Clive Shepherd and Laura Overton take a look back over learning technology's recent history and argue that trainers need to get with the times.
Change and opportunity
Surprising as it may seem, most educational and training methods are relatively timeless. Most of the familiar options, whether that's providing instruction, leading discussions, delivering case studies, running role plays and simulations, providing coaching, apprenticeships and so on, have been practised for hundreds, if not thousands of years. True, we do make different choices from the available methods, as we learn more about learning, but the options stay pretty consistent. Learning media options, on the other hand, have been growing exponentially.
Put yourself in the shoes of a trainer, just thirty years ago. You'd have felt lucky to have such a plethora of media choices available to you, including blackboards, flip charts, film and video, slides, books and posters. You'd have been familiar with all these media, because in those days, no trainer would have regarded any of these to be particularly specialised - they were the basic tools of the job. But with the arrival of PCs, mobile devices and in particular the Internet, the media options available have increased so dramatically that it has been hard for the trainer to keep up.
As a result, many of the tasks associated with the use of technology for learning have been left to specialists, and many trainers have become disengaged, perhaps even alienated from technology.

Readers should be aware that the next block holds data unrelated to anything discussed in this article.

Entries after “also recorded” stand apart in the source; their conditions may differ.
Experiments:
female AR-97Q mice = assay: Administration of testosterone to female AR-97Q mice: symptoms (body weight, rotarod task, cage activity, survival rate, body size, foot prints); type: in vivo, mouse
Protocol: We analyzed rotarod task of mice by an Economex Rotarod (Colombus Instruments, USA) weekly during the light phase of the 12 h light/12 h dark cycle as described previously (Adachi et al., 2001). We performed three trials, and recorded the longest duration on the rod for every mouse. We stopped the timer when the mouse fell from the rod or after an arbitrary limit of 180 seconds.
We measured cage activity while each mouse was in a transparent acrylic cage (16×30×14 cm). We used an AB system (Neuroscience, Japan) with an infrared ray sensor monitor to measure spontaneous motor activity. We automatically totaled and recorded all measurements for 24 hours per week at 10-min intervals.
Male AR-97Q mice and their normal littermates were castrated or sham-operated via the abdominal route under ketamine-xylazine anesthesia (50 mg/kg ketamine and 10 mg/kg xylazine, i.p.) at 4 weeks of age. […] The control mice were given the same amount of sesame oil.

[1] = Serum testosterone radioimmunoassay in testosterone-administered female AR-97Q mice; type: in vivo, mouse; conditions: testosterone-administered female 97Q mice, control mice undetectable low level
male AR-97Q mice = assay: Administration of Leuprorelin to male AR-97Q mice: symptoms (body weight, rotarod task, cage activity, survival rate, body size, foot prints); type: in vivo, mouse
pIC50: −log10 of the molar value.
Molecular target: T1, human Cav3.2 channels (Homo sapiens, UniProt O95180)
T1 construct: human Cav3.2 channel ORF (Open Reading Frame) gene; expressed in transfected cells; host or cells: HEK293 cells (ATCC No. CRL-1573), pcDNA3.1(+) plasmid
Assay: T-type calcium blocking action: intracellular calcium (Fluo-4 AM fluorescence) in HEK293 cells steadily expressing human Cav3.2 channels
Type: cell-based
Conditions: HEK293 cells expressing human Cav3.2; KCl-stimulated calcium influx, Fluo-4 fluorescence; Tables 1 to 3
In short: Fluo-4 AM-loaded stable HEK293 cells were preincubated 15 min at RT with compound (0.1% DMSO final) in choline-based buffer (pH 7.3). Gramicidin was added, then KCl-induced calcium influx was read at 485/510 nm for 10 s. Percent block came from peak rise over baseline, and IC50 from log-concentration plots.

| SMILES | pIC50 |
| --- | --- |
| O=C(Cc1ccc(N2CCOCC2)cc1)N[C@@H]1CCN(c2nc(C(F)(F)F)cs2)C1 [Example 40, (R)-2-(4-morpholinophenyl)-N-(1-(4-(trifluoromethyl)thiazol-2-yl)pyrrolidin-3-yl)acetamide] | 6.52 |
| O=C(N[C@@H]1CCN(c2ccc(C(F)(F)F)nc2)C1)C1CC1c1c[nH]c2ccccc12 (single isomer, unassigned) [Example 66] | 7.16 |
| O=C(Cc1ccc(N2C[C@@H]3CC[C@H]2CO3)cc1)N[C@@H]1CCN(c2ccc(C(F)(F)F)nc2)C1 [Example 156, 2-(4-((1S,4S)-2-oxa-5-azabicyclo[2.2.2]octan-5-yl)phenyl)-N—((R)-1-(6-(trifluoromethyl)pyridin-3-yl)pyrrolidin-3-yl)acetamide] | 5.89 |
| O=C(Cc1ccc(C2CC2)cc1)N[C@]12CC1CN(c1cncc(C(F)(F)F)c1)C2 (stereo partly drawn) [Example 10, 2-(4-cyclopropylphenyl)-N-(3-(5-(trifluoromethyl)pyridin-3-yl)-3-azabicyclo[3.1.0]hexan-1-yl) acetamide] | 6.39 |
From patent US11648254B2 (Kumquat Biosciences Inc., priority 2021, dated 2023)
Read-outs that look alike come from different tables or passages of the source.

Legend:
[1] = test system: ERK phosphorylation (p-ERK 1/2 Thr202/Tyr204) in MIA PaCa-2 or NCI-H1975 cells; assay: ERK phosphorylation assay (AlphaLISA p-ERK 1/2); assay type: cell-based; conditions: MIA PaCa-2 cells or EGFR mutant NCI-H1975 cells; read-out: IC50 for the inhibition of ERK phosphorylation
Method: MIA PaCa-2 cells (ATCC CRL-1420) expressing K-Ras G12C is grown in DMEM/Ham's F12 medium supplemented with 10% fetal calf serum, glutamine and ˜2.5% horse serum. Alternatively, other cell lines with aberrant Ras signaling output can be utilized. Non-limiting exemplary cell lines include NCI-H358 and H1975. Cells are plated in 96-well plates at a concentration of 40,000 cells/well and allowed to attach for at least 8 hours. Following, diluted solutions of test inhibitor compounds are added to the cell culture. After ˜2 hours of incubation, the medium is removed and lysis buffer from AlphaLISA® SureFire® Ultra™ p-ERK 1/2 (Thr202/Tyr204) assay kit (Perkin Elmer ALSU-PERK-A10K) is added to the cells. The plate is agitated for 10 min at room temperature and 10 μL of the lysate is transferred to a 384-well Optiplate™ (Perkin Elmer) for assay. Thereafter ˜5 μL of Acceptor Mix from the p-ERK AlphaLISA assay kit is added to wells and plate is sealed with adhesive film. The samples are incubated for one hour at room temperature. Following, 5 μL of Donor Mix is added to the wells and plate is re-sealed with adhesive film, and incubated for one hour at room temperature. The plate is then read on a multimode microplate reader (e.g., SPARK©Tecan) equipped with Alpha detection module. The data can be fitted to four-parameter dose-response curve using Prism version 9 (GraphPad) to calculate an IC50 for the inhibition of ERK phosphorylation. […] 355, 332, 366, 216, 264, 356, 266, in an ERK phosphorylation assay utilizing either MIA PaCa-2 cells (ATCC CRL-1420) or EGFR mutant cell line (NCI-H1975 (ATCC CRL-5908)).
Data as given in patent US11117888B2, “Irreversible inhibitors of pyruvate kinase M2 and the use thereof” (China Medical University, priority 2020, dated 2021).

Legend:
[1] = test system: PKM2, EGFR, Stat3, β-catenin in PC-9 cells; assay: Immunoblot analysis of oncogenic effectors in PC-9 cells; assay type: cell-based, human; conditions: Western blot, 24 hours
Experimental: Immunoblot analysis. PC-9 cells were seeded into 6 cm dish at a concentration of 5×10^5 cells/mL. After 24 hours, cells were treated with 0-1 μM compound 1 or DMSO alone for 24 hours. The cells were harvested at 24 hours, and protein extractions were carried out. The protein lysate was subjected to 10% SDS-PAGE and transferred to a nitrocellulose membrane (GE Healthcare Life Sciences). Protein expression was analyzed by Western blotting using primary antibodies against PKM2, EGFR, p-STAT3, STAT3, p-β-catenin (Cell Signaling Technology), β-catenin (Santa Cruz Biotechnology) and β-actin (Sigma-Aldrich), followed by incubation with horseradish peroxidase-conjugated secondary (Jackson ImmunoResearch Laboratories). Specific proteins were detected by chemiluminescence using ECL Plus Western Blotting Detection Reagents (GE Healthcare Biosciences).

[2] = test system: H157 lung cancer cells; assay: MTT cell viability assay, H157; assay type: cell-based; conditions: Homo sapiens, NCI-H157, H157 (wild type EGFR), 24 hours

So what’s the big deal?
Technology now provides so many opportunities for learning and development that it is no longer viable for trainers to keep their distance, leaving new media to the geeks and the ‘digital natives’.
The pace of change is so fast that those who keep their distance stand to be marginalised on a permanent basis. The new learning technologies provide opportunities for every trainer to play an active role, whether that's as an online tutor, facilitator or moderator, or as a content designer or developer. All that’s needed is a willingness to get engaged, adapt and apply.
Without the involvement of those who really understand adult learning and how it applies to their workplace, e-learning could easily be applied inappropriately, as it has been on occasions in the past. With every trainer engaged, new media options can be properly integrated with existing approaches in the form of blended solutions that deliver results effectively and efficiently.
In some ways elearning is no big deal, it’s just a new channel for learning materials to be made available to learners, and for learners to communicate with peers and with trainers. But it would be a mistake to play down the consequences of this new channel, because it’s capable of delivering learning interventions to more people, more quickly, more cheaply and more flexibly than any technology we've encountered before.
In 2009, when we face greater challenges at work than we have in a generation, elearning is a very big deal indeed.
Clive Shepherd and Laura Overton are the authors of What every L&D professional need to know about e-learning. Laura is also managing director of Towards Maturity CIC, an independent not-for-profit organisation that provides free research and case studies to help organisations improve the impact of learning technologies in the workplace. Clive is an independent elearning consultant and current chair of the elearning network. Visit his blog at: clive-shepherd.blogspot.com. For more information on the elearning network, visit: www.elearningnetwork.org.